(393r) Multiscale Thermal Transport Model for Nano Scale Graphene Systems
Graphene , a monolayer of hexagonally sp2-bonded carbon atoms, has been attracting great interest because of its elegant properties, such as superior thermal conductivity and excellent mechanical strength [2,3]. These properties are extremely useful in the nano-electronics industry, where the relevant dimensions are steadily decreasing into the nano-scale region with stringent operating conditions including high thermal gradients. Thus, a suitable strategy for thermal management is urgently required to introduce a paradigm shift in this industry. However, the thermal phenomena in graphene are not well understood once it is bonded with a substrate, as the thermal conductivity falls to about one-fifth of its suspended state conductivity, which will have major effects on its viability as a next generation material .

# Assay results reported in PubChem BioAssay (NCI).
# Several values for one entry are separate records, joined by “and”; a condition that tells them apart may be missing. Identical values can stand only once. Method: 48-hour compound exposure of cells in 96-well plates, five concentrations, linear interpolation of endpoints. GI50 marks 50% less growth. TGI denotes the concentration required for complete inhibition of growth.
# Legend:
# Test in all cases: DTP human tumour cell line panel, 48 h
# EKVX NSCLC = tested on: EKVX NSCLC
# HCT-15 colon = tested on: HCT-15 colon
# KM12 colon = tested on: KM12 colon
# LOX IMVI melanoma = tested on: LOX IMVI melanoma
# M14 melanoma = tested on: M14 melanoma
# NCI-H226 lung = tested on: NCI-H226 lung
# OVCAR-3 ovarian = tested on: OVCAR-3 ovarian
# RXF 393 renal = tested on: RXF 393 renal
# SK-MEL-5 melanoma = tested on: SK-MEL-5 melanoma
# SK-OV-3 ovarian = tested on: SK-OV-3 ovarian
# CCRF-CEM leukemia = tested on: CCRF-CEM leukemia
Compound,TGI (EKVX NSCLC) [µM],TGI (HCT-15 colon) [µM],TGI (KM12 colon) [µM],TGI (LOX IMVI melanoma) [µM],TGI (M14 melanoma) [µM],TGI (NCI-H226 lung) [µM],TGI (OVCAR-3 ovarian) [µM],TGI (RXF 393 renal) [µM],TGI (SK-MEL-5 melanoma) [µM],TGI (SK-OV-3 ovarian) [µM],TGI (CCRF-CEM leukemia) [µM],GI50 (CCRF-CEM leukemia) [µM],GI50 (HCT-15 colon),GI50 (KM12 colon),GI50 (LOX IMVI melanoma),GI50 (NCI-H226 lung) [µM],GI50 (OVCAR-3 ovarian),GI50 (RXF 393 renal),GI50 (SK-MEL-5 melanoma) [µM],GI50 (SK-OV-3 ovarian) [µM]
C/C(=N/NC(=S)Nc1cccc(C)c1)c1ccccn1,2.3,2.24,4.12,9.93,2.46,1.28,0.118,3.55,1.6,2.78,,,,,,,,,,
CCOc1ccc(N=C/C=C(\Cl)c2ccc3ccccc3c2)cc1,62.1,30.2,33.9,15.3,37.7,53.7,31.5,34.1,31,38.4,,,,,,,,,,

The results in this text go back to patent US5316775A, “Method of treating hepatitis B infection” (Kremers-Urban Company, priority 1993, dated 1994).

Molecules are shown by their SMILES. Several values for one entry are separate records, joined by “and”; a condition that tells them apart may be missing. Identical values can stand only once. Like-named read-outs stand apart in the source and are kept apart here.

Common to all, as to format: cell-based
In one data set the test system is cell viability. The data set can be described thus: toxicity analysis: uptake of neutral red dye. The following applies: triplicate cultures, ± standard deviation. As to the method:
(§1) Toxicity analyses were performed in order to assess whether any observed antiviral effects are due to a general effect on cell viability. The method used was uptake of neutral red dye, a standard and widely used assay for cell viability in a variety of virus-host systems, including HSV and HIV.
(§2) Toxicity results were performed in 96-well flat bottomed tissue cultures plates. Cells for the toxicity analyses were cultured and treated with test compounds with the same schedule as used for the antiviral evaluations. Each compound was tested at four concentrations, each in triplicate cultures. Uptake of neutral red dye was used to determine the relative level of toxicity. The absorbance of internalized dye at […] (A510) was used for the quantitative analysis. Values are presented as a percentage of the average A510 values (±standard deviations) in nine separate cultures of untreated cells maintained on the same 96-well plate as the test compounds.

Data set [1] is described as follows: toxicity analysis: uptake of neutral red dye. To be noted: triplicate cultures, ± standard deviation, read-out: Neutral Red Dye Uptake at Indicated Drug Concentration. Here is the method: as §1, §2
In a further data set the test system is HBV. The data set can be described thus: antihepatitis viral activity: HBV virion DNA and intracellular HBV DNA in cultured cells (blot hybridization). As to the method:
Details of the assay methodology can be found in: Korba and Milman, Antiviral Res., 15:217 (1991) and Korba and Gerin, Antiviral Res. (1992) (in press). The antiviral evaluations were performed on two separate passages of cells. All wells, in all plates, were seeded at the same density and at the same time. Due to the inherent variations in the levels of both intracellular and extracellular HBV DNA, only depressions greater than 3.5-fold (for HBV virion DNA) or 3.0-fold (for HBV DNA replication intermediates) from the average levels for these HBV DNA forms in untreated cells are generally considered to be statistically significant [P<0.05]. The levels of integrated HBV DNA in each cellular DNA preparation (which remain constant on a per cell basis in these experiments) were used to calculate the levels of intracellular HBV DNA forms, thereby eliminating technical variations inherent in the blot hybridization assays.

In this study, we attempt to develop a multiscale model spanning from the molecular to the mesoscale to understand the process of the thermal propagation in graphene sheets at the nano-scale to obtain successful design criteria for optimized graphene based devices. We constructed a preliminary molecular model to explore the thermo-mechanical properties of suspended graphene sheets, illustrating that defects such as grain boundaries influence heat transfer compared to pristine graphene structures . We also developed a mesoscale thermal model utilizing a descritization of Boltzmann transport equation called the lattice Boltzmann method (LBM) for primary heat carriers (phonons and electrons) in the nano-scale thermal modeling for various test materials including silicon nano-wires . This work will focus on extending and hybridizing the molecular/mesoscale models to multi-layered graphene films of practical interest including realistic grain boundary orientations and distributions. The molecular model will act as a bridge between nano and micro scale heat transfer by transferring accurate material information to implement the rules for LBM. This study will provide a deeper understanding of the integrated thermal performance of hierarchically arranged materials, which greatly depends not only on the properties of their individual constituents but also on their morphology and interfacial characteristics. The results will also allow the use of composite structures to precisely control thermal conductivity depending on the system requirements.
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